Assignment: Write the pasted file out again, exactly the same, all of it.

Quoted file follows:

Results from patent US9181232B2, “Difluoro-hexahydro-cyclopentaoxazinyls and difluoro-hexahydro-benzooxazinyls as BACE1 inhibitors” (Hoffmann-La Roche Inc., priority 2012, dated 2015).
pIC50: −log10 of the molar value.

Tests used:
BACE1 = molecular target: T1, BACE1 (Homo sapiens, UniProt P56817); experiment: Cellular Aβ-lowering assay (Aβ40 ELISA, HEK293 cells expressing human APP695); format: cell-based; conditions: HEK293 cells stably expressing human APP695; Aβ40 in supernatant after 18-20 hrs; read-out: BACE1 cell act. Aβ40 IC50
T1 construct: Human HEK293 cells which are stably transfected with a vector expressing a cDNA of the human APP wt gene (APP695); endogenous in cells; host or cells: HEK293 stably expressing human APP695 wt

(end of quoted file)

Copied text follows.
Results from patent US9181232B2, “Difluoro-hexahydro-cyclopentaoxazinyls and difluoro-hexahydro-benzooxazinyls as BACE1 inhibitors” (Hoffmann-La Roche Inc., priority 2012, dated 2015).
pIC50: −log10 of the molar value.

Tests used:
BACE1 = molecular target: T1, BACE1 (Homo sapiens, UniProt P56817); experiment: Cellular Aβ-lowering assay (Aβ40 ELISA, HEK293 cells expressing human APP695); format: cell-based; conditions: HEK293 cells stably expressing human APP695; Aβ40 in supernatant after 18-20 hrs; read-out: BACE1 cell act. Aβ40 IC50
T1 construct: Human HEK293 cells which are stably transfected with a vector expressing a cDNA of the human APP wt gene (APP695); endogenous in cells; host or cells: HEK293 stably expressing human APP695 wt